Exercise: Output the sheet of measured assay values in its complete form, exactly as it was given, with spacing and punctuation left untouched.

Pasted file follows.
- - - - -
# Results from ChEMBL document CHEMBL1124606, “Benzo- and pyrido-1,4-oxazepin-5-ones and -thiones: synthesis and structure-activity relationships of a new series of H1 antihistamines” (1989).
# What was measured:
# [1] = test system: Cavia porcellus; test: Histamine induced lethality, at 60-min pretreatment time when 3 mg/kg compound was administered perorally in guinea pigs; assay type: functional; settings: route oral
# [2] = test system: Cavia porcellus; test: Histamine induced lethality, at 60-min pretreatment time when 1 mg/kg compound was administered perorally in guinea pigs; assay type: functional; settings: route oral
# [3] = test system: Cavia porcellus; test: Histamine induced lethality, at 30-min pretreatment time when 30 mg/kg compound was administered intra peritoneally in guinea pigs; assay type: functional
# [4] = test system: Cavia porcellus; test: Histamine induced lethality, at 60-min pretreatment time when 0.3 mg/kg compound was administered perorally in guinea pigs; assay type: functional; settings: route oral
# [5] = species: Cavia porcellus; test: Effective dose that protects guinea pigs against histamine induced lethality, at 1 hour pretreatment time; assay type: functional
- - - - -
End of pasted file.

# Results from ChEMBL document CHEMBL1124606, “Benzo- and pyrido-1,4-oxazepin-5-ones and -thiones: synthesis and structure-activity relationships of a new series of H1 antihistamines” (1989).
# What was measured:
# [1] = test system: Cavia porcellus; test: Histamine induced lethality, at 60-min pretreatment time when 3 mg/kg compound was administered perorally in guinea pigs; assay type: functional; settings: route oral
# [2] = test system: Cavia porcellus; test: Histamine induced lethality, at 60-min pretreatment time when 1 mg/kg compound was administered perorally in guinea pigs; assay type: functional; settings: route oral
# [3] = test system: Cavia porcellus; test: Histamine induced lethality, at 30-min pretreatment time when 30 mg/kg compound was administered intra peritoneally in guinea pigs; assay type: functional
# [4] = test system: Cavia porcellus; test: Histamine induced lethality, at 60-min pretreatment time when 0.3 mg/kg compound was administered perorally in guinea pigs; assay type: functional; settings: route oral
# [5] = species: Cavia porcellus; test: Effective dose that protects guinea pigs against histamine induced lethality, at 1 hour pretreatment time; assay type: functional